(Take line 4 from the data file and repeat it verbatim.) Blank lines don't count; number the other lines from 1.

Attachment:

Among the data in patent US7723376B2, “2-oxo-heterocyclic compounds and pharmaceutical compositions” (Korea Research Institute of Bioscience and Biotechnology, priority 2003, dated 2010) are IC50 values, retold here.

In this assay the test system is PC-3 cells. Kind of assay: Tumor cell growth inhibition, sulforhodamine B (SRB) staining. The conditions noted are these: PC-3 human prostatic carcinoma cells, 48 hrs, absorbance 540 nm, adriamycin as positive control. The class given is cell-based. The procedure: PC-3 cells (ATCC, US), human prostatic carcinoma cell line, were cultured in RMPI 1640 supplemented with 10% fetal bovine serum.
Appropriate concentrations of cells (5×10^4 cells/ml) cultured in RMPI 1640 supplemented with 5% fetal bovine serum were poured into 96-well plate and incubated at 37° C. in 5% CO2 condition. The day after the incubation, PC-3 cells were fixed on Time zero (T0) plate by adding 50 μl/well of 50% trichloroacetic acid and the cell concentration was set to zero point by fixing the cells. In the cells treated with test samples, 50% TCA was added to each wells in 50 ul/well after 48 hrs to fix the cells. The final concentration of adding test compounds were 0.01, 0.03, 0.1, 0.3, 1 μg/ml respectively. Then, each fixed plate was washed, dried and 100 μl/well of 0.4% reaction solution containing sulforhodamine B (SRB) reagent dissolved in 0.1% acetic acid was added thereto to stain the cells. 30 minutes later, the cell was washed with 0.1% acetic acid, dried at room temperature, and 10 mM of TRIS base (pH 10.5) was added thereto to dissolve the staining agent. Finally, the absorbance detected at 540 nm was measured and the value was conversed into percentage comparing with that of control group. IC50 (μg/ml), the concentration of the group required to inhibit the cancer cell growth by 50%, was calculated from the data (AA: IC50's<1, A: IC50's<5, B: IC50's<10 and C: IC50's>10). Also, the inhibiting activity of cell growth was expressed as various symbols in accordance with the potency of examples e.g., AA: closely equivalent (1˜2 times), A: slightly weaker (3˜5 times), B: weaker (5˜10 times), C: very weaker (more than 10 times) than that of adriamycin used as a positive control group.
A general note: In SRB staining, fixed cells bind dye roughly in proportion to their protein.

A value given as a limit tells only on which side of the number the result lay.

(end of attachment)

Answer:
A general note: In SRB staining, fixed cells bind dye roughly in proportion to their protein.